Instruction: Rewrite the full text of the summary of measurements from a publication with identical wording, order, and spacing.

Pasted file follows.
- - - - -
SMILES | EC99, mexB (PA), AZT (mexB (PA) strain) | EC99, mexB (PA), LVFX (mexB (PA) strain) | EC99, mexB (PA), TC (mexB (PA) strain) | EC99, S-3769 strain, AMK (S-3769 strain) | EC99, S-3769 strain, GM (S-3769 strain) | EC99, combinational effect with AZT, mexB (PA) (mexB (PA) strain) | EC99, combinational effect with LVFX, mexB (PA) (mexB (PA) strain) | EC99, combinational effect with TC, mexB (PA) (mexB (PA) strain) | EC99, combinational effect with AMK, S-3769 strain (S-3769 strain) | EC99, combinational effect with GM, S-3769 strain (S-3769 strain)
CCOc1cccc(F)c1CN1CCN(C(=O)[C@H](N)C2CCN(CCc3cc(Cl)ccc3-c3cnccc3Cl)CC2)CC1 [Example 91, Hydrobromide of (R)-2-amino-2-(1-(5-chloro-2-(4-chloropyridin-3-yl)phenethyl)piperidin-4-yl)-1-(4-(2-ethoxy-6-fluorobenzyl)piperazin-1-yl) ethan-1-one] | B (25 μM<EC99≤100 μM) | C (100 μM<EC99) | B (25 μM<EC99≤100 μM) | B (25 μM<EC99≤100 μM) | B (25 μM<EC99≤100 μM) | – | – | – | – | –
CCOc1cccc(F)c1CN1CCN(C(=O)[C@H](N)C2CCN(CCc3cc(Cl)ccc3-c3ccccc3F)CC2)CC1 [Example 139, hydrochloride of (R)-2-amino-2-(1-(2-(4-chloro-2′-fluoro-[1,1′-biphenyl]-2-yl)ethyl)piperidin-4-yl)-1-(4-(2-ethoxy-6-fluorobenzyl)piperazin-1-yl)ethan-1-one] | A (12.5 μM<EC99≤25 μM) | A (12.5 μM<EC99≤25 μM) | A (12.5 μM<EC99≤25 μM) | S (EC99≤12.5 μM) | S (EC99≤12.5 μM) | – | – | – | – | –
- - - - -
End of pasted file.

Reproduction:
SMILES | EC99, mexB (PA), AZT (mexB (PA) strain) | EC99, mexB (PA), LVFX (mexB (PA) strain) | EC99, mexB (PA), TC (mexB (PA) strain) | EC99, S-3769 strain, AMK (S-3769 strain) | EC99, S-3769 strain, GM (S-3769 strain) | EC99, combinational effect with AZT, mexB (PA) (mexB (PA) strain) | EC99, combinational effect with LVFX, mexB (PA) (mexB (PA) strain) | EC99, combinational effect with TC, mexB (PA) (mexB (PA) strain) | EC99, combinational effect with AMK, S-3769 strain (S-3769 strain) | EC99, combinational effect with GM, S-3769 strain (S-3769 strain)
CCOc1cccc(F)c1CN1CCN(C(=O)[C@H](N)C2CCN(CCc3cc(Cl)ccc3-c3cnccc3Cl)CC2)CC1 [Example 91, Hydrobromide of (R)-2-amino-2-(1-(5-chloro-2-(4-chloropyridin-3-yl)phenethyl)piperidin-4-yl)-1-(4-(2-ethoxy-6-fluorobenzyl)piperazin-1-yl) ethan-1-one] | B (25 μM<EC99≤100 μM) | C (100 μM<EC99) | B (25 μM<EC99≤100 μM) | B (25 μM<EC99≤100 μM) | B (25 μM<EC99≤100 μM) | – | – | – | – | –
CCOc1cccc(F)c1CN1CCN(C(=O)[C@H](N)C2CCN(CCc3cc(Cl)ccc3-c3ccccc3F)CC2)CC1 [Example 139, hydrochloride of (R)-2-amino-2-(1-(2-(4-chloro-2′-fluoro-[1,1′-biphenyl]-2-yl)ethyl)piperidin-4-yl)-1-(4-(2-ethoxy-6-fluorobenzyl)piperazin-1-yl)ethan-1-one] | A (12.5 μM<EC99≤25 μM) | A (12.5 μM<EC99≤25 μM) | A (12.5 μM<EC99≤25 μM) | S (EC99≤12.5 μM) | S (EC99≤12.5 μM) | – | – | – | – | –